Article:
Published on 05/07/08

Rails is what I know. You could say that I grew up on it. Not grew up in the literal sense, but when the time came several years back for me to pick what web programming language I wanted to learn, I chose ruby on rails.

So here I am, several years later, making my way through life as a free-lance web developer and designer. Lately, most of the work that I have been doing is actually sub-contracted to me by other design firms.

The problem I have now is that rails is not suited at all for smaller jobs or quick set ups on someone else’s servers. I went through several setups before I ended up with my current configuration (nginx in front of a cluster of mongrels), and I can’t really make my self a pain by asking for special setups on someone else’s servers. I need to work too badly to do that.

The obvious choice for quick back-end programming jobs would be PHP, but I haven’t really had the time nor the inclination to learn a new language. I started shopping around for a smaller ruby framework. I looked at camping, but when I found that it uses activerecord, I decided against it. I wanted something that was a little more drop-in-and-go.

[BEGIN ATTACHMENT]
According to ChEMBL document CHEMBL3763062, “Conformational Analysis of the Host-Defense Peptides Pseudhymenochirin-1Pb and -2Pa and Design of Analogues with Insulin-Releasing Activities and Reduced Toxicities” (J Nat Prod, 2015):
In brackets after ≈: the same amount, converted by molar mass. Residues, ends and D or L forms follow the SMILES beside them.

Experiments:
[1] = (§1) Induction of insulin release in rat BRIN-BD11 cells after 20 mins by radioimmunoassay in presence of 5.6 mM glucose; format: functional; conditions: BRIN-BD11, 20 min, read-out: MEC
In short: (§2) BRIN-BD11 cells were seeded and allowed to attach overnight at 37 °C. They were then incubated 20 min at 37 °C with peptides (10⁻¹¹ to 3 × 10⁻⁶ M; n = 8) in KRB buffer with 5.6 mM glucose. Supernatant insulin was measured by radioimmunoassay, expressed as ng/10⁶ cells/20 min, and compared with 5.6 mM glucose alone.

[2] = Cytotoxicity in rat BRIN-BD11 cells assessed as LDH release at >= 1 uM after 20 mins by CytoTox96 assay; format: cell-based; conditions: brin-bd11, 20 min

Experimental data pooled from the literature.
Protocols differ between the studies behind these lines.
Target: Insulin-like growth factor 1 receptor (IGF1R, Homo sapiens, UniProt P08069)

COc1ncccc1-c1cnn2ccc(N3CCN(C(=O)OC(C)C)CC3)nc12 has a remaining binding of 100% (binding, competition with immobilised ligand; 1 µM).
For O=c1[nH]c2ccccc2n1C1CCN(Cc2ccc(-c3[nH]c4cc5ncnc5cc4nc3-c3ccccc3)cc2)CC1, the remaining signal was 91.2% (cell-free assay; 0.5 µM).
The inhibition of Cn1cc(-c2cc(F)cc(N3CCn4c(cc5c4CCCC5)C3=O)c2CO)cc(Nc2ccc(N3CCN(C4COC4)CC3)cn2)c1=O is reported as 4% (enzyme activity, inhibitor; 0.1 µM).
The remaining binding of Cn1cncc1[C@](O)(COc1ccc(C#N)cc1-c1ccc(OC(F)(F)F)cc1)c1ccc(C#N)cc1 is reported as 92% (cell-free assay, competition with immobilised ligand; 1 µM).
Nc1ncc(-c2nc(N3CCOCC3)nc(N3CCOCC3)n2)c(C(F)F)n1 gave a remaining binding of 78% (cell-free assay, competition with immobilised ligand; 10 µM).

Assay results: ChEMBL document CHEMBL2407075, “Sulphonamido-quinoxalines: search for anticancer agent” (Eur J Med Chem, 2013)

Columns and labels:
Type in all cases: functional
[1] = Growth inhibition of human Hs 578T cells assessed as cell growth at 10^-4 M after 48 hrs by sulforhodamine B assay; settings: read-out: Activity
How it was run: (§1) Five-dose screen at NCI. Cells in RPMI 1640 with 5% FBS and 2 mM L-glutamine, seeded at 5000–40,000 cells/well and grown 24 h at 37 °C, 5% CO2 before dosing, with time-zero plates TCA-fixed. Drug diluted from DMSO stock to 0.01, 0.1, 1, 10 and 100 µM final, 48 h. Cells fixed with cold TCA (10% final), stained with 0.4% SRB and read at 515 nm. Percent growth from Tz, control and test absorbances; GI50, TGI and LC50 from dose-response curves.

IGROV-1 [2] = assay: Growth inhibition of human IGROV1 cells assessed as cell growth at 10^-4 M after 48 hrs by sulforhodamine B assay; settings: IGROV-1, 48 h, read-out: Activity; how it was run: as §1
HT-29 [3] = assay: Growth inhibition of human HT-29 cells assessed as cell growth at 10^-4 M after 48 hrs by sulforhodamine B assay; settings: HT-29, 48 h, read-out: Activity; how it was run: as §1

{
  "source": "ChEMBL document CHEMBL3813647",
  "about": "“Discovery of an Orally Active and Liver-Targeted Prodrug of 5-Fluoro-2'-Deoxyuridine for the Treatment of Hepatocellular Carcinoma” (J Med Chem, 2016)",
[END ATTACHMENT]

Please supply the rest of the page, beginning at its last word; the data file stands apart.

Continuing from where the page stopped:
So I decided to create my own web framework for ruby called (tentatively) mira. It runs as a CGI script and the only requirement is ruby itself. No gems, no active[insert whatever here], no nothing except standard ruby libraries.

I am going to be releasing mira as an open-source project. So whoever wants it can download it, use it, fix it, or change it. I will be setting up another section of this site soon to go over all things mira. If you have any questions in the meantime, please drop me a note. I would love to hear from you.


On 11/05/10 Mark said:

I should note that I have not used this little framework for anything else since it was created. It was fun to do, and I still like how it all looks when I go back to it. Nice and small and clean. —Mark

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